All this took place well before the time of John Cabot, the man credited with the European discovery of Canada; there is a strong possibility that the Bay of Fundy was named by the Azorean explorers—with a maximum depth of one hundred nine fathoms, the name  Baía Funda (Deep Bay) is most appropriate—phonetically, the English pronunciation of the two words is practically identical.

Almost all the cod fishermen from mainland Portugal came from one of three locations: the southeastern Algarve, particularly the area around Fuseta, the central town of Aveiro, and the northwestern village of Vila do Conde, near Oporto.

Aveiro has been famous for centuries for its salt—sal, in Portuguese—from which the word salary derives. Considered the best in Europe, it was essential over the centuries for preserving food—and thus surviving winter—prior to refrigeration.

To the south of Aveiro, the small fishing village of Ílhavo was the main source of men who joined the yearly campaigns run by the Salazar government for fishing the Grand Banks.

Some of the men who spent six to eight months of the year fishing for bacalhau in Newfoundland and Greenland, using tiny boats called dories.

The council built a museum to honor the Campanha do Bacalhau, and they have a digital site where you can find any fisherman by name—because of the national obsession with administration, particularly during the control-freak period of fascism, a very complete database is available, which even tells you whether each person had a catholic wedding!

Surnames in Portugal, as in other countries, are regionally distributed—in the photo I selected, most of the fellows called Manuel Pata are from Ilhavo. One of them was a ship captain—I wonder if you can guess from the face which one. If you search for Guerreiro (Warrior), almost all the men are from the Algarve.

The museum is of course conditioned by COVID-19, but it remains open, and its main exhibits are in two adjacent halls, one of which houses a replica of the upper part of a two-mast schooner (lugre, in Portuguese)—although the ones that went on the campaigns that began in the 1930s were four-masters.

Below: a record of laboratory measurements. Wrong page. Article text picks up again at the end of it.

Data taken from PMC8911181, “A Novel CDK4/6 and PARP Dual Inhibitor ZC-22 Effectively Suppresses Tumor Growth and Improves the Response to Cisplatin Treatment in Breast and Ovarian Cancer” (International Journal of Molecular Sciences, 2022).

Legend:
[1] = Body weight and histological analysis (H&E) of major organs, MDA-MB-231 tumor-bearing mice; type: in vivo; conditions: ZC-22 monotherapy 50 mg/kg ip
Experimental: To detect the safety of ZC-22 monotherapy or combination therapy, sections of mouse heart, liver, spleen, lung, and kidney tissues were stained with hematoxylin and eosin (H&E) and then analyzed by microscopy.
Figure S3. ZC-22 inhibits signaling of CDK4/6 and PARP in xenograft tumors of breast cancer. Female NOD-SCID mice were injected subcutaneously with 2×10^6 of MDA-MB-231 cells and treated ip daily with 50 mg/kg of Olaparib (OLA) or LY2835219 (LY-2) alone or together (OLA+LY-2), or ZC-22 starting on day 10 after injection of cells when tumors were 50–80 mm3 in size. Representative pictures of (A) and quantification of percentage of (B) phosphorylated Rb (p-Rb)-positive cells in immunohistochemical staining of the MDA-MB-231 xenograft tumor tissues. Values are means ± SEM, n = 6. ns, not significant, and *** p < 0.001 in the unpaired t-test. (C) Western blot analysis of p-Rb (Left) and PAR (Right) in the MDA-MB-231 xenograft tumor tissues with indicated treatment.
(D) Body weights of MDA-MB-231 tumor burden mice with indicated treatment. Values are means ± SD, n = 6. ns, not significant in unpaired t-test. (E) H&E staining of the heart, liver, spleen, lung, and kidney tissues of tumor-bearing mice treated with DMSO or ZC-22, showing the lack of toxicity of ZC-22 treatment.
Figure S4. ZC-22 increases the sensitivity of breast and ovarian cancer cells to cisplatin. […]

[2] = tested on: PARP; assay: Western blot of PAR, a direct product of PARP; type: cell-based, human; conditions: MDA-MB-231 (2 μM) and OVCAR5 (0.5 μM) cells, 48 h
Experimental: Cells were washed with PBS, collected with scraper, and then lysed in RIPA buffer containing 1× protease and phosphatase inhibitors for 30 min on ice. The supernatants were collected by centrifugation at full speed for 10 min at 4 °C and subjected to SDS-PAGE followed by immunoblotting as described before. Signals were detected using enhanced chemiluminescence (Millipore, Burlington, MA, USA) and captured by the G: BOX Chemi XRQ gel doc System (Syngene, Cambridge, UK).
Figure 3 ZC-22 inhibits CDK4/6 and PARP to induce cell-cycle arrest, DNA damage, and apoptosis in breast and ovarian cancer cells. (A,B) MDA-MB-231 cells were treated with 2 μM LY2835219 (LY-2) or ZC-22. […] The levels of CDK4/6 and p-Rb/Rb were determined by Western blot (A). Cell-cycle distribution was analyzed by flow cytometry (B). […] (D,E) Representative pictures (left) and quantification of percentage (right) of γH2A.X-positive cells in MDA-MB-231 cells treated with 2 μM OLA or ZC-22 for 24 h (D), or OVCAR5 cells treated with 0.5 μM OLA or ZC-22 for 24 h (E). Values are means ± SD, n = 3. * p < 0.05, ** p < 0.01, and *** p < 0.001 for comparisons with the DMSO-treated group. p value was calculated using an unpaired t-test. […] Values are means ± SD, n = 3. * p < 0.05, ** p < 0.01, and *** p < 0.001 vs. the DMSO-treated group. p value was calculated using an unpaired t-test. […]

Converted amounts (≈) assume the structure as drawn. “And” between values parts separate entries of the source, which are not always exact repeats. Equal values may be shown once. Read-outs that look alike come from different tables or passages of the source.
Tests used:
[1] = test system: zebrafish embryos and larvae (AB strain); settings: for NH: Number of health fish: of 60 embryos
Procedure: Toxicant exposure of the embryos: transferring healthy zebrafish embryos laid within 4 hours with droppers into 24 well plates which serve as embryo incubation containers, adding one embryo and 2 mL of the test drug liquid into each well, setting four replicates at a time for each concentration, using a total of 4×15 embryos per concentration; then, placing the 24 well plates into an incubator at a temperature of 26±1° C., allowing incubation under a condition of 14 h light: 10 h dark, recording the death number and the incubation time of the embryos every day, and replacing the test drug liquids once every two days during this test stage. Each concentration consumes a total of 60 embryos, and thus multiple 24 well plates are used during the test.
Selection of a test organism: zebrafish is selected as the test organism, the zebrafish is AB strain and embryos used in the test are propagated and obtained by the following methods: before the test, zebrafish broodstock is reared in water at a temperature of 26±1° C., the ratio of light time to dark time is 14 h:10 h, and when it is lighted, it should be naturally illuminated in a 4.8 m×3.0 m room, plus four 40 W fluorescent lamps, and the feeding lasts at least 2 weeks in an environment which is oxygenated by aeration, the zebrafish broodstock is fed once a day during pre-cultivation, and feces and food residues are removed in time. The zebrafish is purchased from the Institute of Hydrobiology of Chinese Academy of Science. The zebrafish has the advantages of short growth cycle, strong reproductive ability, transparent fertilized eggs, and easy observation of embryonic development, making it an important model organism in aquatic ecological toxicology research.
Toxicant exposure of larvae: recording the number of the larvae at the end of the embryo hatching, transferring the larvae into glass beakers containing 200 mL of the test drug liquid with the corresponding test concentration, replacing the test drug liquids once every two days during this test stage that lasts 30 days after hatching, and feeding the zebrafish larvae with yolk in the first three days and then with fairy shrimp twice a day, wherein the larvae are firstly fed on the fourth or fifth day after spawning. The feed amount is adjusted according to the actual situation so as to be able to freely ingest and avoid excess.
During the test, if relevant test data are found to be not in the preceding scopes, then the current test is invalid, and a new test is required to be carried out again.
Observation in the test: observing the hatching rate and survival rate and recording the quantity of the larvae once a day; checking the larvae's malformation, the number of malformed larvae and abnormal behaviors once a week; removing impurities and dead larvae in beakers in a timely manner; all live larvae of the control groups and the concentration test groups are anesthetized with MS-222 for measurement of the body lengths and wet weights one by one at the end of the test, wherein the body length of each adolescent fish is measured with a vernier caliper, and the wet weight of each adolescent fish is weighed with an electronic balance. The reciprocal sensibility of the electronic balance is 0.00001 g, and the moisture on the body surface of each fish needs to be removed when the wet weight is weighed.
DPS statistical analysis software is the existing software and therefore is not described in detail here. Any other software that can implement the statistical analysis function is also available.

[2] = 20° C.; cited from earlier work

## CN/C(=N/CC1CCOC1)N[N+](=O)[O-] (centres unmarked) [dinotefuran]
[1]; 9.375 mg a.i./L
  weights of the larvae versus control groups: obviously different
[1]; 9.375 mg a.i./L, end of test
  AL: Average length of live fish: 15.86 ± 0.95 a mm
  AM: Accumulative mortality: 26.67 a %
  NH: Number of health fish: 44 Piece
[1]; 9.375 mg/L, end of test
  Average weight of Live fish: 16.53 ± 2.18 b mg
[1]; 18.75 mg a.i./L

Unfortunately, you’re not allowed to board the vessel—I didn’t see any kids on my visit, but there’s nothing kids would remember better than scampering around on the huge deck.

Other parts of the display are less interesting, but next to the ticket office there’s an amazing metal sculpture of a cod—I spent some time trying to discover who made it, and how I can get one for myself—stay tuned.

A few of the old lugres have survived—the Creoula is a naval training ship, and the Santa Maria Manuela was bought and rebuilt by Portugal’s largest cod producer—it now belongs to a major food retailer.

The ship was named after the owner’s wife—she had sixteen kids, so maybe she had the patience of a saint.

Trawlers gradually replaced line fishing, and when the United Nations approved the Law of the Sea and the creation of Exclusive Economic Zones, the game was up.

Life was harsh on board the schooners, with men sleeping at the bow, two to a cot, for only a few hours a night. Fishing started at dawn, which during spring and summer at higher latitudes means 4 a.m., and work often ended only at midnight, by the time fish were salted, livers and tongues removed, gear repaired and stowed.

Brave men, escaping poverty, providing for their family, and paying a terrible price—many of the men were back on the ships every year, during which their children grew up without a father. Dories got lost at sea and in the fog—the Grand Banks are the foggiest place on earth.

Now, how about that captain?

He’s the young guy with the mustache in the bottom row.

The India Road, Atmos Fear, Clear Eyes, and Folk Tales For Future Dreamers. QR links for smartphones and tablets.

Land Ahoy!

August 9, 2020

I spent the week on a boat—a truly responsible vacation in these virus-ridden times—a couple of anchor lengths from the nearest vessel, no strangers around, about as self-isolated as you can get.

The boat was moored five hundred feet from shore, in about three fathoms of water, on the lee of a barrier island in southeast Portugal.

Around me, a number of Spanish yachts, escaping the confusion in their own country, and a few charter craft. At sea, your neighbors change all the time—some folks were day trippers from nearby marinas, others settled in for a few days.

The view from the top, taken with a drone hovering over the mooring area. The beach is just visible on the windward side of the barrier island.

Near my thirty-six footer, small bream meandered, and a dozen grey mullet appeared to live under the hull. Mullet have a varied diet: they’re very fond of detritus and thrive in pretty disgusting conditions—not my cup of tea—but they’re certainly popular in parts of North America.

Years ago, I used to sail every few weeks in a small, open fishing boat on the great estuary of the Tagus—going out in the early morning, with the beautiful city of Lisbon to the northwest, and watching the sun rise over the water.

I’d head out to the tidal flats—about one third of the one hundred-twenty square miles of estuary are dry at low water—that once housed one of Europe’s most important oyster grounds; as we passed the main outlet ditch of the local brewery the smell of hops and malt was thick in the air—back in the day, the effluent went straight into the water.